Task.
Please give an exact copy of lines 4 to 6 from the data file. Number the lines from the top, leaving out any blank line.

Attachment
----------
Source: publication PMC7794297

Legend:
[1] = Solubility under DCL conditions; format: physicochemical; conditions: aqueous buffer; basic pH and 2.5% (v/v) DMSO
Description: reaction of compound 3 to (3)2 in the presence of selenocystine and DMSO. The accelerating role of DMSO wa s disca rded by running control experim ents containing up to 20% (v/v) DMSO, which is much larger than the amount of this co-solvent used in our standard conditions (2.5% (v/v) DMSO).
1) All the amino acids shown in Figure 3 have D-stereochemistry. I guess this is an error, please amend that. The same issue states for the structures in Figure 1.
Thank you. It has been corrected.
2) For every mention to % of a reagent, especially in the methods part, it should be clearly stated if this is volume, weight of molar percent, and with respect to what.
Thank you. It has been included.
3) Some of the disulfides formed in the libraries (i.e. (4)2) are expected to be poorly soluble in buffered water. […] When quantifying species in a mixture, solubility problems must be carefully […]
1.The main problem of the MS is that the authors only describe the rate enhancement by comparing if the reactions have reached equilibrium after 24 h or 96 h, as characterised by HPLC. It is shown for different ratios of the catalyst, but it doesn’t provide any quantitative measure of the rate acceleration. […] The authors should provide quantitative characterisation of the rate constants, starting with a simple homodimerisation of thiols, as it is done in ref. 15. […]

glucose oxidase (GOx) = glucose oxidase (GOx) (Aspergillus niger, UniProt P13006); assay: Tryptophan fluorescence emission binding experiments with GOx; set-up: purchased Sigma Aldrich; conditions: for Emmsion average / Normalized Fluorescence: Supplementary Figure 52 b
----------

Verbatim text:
Description: reaction of compound 3 to (3)2 in the presence of selenocystine and DMSO. The accelerating role of DMSO wa s disca rded by running control experim ents containing up to 20% (v/v) DMSO, which is much larger than the amount of this co-solvent used in our standard conditions (2.5% (v/v) DMSO).
1) All the amino acids shown in Figure 3 have D-stereochemistry. I guess this is an error, please amend that. The same issue states for the structures in Figure 1.
Thank you. It has been corrected.